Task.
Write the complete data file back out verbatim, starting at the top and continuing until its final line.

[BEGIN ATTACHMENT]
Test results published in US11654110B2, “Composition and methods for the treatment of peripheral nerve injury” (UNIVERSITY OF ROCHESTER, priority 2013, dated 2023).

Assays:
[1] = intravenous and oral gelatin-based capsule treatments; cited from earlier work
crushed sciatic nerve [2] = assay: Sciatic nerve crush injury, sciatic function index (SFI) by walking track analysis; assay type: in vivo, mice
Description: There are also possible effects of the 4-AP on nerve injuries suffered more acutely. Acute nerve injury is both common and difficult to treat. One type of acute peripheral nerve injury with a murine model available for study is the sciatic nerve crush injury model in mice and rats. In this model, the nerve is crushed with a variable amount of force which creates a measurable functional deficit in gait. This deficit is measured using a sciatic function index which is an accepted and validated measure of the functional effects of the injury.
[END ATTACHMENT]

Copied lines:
Test results published in US11654110B2, “Composition and methods for the treatment of peripheral nerve injury” (UNIVERSITY OF ROCHESTER, priority 2013, dated 2023).

Assays:
[1] = intravenous and oral gelatin-based capsule treatments; cited from earlier work
crushed sciatic nerve [2] = assay: Sciatic nerve crush injury, sciatic function index (SFI) by walking track analysis; assay type: in vivo, mice
Description: There are also possible effects of the 4-AP on nerve injuries suffered more acutely. Acute nerve injury is both common and difficult to treat. One type of acute peripheral nerve injury with a murine model available for study is the sciatic nerve crush injury model in mice and rats. In this model, the nerve is crushed with a variable amount of force which creates a measurable functional deficit in gait. This deficit is measured using a sciatic function index which is an accepted and validated measure of the functional effects of the injury.